Remarkable grad: Toutle Lake senior learns to balance chronic illness and school | Education


EVERYTHING — Emma Lienhard’s high school career has been one of babysitting, creative writing accolades and learning how to manage chronic illness.

Lienhard was diagnosed with type 1 diabetes the summer before eighth grade, and since then the soon-to-be grad has learned to balance the highs and lows of her fluctuating sugar levels during busy school days, culminating in her graduation from Toutle Lake High School. this spring.

Lienhard plans to follow in her mother’s footsteps by studying to become a teacher and achieve her selfless goals.

Stand-out Grad is an annual series featuring local public high school students who overcame challenges large and small before graduation. The…

“I love helping people and I love children,” she said. “I want to do my best to make a difference.”


Lienhard was diagnosed with type 1 diabetes after he started sleeping constantly, being constantly thirsty and losing about 60 pounds.

“My body was shutting down what wasn’t essential,” she said.

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His illness was recognized at Randall Children’s Hospital in Portland. At the time she was fired, she could give herself insulin injections and check her blood sugar.

“Diabetes itself is quite complicated and difficult to manage,” she said.

When her blood sugar is low, Lienhard said she gets tired and needs to eat or drink to raise her sugar levels.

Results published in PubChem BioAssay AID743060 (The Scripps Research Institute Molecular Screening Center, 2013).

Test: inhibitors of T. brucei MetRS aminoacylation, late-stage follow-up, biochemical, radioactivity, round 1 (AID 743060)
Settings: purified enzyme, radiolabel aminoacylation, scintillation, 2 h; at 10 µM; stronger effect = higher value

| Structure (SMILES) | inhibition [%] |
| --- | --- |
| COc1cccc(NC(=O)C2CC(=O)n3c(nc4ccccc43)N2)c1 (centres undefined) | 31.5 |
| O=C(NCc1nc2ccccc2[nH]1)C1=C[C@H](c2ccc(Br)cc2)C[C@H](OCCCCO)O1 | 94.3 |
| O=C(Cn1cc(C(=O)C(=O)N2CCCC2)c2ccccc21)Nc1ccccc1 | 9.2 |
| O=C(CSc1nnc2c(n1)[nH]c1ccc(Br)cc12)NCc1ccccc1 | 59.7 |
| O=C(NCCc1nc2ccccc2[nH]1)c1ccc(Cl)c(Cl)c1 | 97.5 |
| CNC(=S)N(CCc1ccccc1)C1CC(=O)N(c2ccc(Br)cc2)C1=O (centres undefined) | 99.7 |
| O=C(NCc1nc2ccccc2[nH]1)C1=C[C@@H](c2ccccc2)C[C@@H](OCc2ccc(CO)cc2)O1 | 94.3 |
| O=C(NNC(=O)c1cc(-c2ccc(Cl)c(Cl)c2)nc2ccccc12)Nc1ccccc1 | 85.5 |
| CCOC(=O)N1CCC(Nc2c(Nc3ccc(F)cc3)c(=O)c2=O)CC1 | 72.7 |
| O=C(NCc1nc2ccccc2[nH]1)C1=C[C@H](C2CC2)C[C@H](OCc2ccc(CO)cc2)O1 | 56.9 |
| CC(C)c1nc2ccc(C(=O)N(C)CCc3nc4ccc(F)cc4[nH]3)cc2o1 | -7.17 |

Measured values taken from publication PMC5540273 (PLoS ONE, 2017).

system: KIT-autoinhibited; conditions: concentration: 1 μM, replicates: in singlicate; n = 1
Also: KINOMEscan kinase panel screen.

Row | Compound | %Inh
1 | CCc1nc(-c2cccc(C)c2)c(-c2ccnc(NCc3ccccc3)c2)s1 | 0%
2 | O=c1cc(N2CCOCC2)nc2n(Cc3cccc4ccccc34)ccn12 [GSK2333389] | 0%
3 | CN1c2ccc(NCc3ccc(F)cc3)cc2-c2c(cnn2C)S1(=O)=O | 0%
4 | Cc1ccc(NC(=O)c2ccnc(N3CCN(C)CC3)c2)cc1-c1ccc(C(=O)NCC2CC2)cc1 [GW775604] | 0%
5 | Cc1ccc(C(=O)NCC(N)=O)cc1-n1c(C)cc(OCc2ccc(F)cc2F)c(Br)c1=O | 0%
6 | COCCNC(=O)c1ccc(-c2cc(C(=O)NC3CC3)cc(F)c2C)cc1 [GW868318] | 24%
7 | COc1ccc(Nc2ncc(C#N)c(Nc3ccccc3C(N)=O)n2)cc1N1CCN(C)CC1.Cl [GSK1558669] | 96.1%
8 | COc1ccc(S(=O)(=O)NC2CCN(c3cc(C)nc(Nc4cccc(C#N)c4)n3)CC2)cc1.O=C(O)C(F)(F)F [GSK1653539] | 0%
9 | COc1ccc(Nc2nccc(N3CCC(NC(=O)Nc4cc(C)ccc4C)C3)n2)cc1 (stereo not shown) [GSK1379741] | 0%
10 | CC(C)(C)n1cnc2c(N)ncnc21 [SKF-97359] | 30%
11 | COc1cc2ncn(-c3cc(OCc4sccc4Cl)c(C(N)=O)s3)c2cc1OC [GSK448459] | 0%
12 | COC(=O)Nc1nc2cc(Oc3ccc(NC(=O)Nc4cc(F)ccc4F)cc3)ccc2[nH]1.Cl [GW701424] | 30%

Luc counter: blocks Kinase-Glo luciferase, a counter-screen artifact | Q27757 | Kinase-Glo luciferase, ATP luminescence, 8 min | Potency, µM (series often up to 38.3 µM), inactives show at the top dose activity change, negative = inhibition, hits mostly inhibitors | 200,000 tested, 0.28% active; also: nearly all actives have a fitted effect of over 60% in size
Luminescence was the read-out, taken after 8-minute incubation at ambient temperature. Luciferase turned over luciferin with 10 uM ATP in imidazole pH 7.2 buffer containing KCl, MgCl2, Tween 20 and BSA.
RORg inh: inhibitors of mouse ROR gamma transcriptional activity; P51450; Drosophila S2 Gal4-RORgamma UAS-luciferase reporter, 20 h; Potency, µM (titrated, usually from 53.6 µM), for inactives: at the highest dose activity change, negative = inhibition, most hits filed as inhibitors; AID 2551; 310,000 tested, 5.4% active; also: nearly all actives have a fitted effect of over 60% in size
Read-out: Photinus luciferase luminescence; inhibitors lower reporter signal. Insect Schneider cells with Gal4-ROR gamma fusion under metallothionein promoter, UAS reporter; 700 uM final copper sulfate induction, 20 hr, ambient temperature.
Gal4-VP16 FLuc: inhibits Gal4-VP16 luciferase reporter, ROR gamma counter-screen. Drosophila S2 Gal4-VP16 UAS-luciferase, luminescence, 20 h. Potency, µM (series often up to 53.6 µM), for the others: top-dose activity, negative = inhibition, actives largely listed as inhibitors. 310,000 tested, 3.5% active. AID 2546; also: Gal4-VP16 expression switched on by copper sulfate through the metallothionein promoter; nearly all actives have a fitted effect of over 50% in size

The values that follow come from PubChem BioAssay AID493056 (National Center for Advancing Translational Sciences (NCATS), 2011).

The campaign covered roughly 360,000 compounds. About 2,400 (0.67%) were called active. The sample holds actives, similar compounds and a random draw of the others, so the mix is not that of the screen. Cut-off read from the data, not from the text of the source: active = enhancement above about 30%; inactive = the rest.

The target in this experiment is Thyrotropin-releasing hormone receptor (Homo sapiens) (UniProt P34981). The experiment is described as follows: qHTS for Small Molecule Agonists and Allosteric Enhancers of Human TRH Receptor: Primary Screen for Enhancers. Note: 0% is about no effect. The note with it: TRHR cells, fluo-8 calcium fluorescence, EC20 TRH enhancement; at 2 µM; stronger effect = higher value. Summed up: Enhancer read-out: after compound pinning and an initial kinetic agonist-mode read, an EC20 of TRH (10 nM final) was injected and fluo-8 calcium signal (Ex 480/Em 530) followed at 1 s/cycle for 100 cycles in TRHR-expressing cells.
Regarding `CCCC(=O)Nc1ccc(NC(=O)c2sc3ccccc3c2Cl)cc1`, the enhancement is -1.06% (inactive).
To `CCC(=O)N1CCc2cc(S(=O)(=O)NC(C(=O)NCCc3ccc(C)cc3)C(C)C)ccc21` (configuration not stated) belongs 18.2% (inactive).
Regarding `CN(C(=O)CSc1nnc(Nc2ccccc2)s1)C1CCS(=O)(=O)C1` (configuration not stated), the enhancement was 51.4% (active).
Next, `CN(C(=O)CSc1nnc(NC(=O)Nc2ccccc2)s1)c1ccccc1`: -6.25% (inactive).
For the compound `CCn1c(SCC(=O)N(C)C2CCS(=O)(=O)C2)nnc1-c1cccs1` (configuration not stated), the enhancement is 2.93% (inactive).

When her blood sugar is high, Lienhard says she is more vocal and stubborn. It is more difficult to remember school lessons; she is dizzy. Once, while driving home from school when the levels were high, she unknowingly found herself in the wrong lane. She had to stop and call her father, a paramedic, to pick her up.

Type 1 diabetes is a genetic disease that prevents the pancreas from making insulin, which controls the amount of sugar in the blood and gives you energy, according to the Centers for Disease Control. Type 1 diabetes is less common than type 2 diabetes, which is associated with obesity and an inactive lifestyle. One in 10 Americans has type 2 diabetes, reports the CDC.

“So many people who care”

At Toutle Lake High School, where Lienhard transferred her freshman year, classmates are open-minded and eager to learn more about the disease, she said.

“I’m truly blessed where I go to school,” she said.

Diabetes did not stand in the way of Lienhard’s success. Her first year at Toutle, her classmates voted for Lienhard to win first place in a creative writing competition in which she wrote about a dog sewn from different canine body parts in a Frankenstein-esque horror tale .

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Ryan Taft was assigned the creative writing task.

“Emma is one of those rare students who reminded teachers why they wanted to teach in the first place,” he said. “I can honestly say that Emma has made my job a joy.”

Lienhard joined the cheerleaders in the fall, babysat in his spare time, and hauled and hauled hay in the summers to earn money. She said she overcame battles with anxiety and depression, conditions common in people with diabetes.

After graduation, Lienhard plans to attend Lower Columbia College for her prerequisite courses, then transfer to Washington State University in Vancouver to become an elementary school teacher. His mother, and career inspiration, works at an elementary school in Chehalis.

For people struggling today, Lienhard has some advice: don’t wait to ask for help.

“The longer you wait, the worse you can get,” she said. “There are so many people who care.”

Stand-out Grad is an annual series featuring local public high school students who overcame challenges large and small before graduation. The series will run until early June, before the schools’ graduation ceremonies.

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